If such a high number of owl species wasn’t enough, other reasons why I call Heliconias one of the best birding sites in Costa Rica are:

  • It’s the most regular site for Rufous-vented Ground-Cuckoo in Costa Rica. This extremely shy, distant cousin of the roadrunners has been seen on many occasions as it forages with army ants. I think we actually came pretty close to seeing one with the antswarm that we ran into on the day we left Heliconias but just couldn’t stay with the marauding ants long enough for the cuckoo to show up (it was time for us to drive back to San Jose).
  • The ecotonic location of Heliconias means that one gets foothill and middle elevation species around the lodge, lowland species below the lodge and in the town, and dry forest birds within a half hour’s drive. Dry forest species sometimes also show up at the lodge itself such as Cinnamon Hummingbird did during our visit, and Thicket Tinamou has done in the past (three other species occur and if Highland Tinamou lives in the cloud forests at the top of Tenorio, that would also make this bird-rich site Costa Rica’s tinamou species hostpot).
  • The quality of the habitat. This is really the main reason why the birding is so good at Heliconias. Maintained trails pass through beautiful, high quality, primary forests. The height of the trees and complexity of the vegetation somewhat reminded me of the Amazon (or maybe the Amazonian foothills) and because of this, Heliconias is one of the few sites in Costa Rica where I would love to spend an entire week (or more) just exploring the forest.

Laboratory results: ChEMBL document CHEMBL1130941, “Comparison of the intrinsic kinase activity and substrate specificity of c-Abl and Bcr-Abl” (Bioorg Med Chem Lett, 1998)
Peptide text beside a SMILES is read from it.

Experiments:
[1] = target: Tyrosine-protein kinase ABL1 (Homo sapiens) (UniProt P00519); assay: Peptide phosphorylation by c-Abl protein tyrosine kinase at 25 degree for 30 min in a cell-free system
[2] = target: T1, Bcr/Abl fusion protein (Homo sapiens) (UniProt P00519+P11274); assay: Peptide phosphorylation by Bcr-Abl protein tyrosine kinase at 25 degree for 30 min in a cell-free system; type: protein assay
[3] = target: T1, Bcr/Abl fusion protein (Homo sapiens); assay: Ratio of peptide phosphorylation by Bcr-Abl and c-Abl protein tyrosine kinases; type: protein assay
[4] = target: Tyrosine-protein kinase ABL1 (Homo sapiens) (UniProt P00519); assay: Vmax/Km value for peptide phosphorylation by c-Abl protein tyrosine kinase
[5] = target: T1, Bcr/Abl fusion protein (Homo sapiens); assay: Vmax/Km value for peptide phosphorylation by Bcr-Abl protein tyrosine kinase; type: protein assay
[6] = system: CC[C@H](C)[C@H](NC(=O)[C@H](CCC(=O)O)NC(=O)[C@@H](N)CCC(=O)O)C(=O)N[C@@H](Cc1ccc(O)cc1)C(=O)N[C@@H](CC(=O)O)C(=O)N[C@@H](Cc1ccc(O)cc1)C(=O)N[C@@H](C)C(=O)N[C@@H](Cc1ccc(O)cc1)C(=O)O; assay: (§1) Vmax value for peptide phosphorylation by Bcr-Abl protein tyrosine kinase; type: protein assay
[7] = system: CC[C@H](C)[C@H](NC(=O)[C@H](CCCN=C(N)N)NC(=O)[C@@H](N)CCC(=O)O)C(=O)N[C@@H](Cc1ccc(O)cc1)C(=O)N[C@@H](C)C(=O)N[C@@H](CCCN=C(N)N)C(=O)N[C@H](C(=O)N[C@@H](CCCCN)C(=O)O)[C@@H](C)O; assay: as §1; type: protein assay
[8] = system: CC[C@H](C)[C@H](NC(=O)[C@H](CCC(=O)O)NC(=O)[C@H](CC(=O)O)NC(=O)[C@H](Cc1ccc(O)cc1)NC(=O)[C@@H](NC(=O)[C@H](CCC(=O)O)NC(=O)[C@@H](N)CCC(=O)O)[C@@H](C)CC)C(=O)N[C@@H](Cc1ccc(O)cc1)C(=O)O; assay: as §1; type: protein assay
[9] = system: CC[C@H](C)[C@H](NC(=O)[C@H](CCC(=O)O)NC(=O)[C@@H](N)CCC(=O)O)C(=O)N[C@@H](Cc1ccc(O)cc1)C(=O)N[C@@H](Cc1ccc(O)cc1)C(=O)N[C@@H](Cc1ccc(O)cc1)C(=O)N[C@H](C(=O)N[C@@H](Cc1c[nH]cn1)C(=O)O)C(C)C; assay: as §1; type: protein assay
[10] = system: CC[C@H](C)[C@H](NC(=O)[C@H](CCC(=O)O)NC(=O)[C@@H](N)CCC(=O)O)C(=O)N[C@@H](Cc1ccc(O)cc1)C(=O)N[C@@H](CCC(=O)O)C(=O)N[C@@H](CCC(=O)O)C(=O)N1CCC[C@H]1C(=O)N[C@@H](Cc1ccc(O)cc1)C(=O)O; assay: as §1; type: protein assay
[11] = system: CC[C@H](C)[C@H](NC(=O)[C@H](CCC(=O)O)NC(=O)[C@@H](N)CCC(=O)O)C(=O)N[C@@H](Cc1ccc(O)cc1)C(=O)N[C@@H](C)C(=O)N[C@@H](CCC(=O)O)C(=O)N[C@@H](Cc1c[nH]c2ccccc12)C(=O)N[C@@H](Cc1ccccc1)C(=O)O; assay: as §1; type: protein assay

Yellow Eyelash Viper, Heliconias, Costa Rica

Snakes are also a good sign of high quality habitat. I have seen at least one snake on every visit, and saw three on  this most recent trip: an Oriole Snake slithering through the canopy, an unidentified plain-looking non-venemous species that raced away from the trail, and this yellow phase Eyelash Viper tucked into a nook on a trailside tree.

  • Management and guides. Although we ran into some minor communication issues during our stay, overall, the trip had few kinks, service and food were good, and local birding guide Jorge knows where to find birds both at the lodge and at nearby locations.

Heliconias is pretty easy to get to and is a quick four hour drive from San Jose on good road until the turn off from Bijagua. At that point, a four-wheel drive works best but even low cars could make it up the stony road if they take it slow and easy (conducive to birding in any case).

I hope the interval between this and my next visit to Heliconias will be measured in months rather than years because I still need to explore the forest around the laguna (which harbors Keel-billed Motmot and who knows what else).

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central valley common birds Introduction

Subtle birding in Costa Rica

I haven’t had the chance to go birding for the past two or three weeks. As of late, work, family duties, and lack of transportation (a common anti-birding trifecta) have combined their forces to stop any serious birding in its tracks before I even think of retrieving my binoculars. That’s alright though because I will be guiding a great group of people up at the Heliconias Lodge near Bijagua this upcoming weekend and I am always birding anyways in a subtle manner.

What I mean by this is that no matter where I go or what I am doing, I am always listening and looking for birds. I am sure that many birders can relate; especially those who have carried out field surveys that train one to listen for, quickly identify, and gauge the distance to every peep, squawk, and whistle that come a knocking on the ear drums.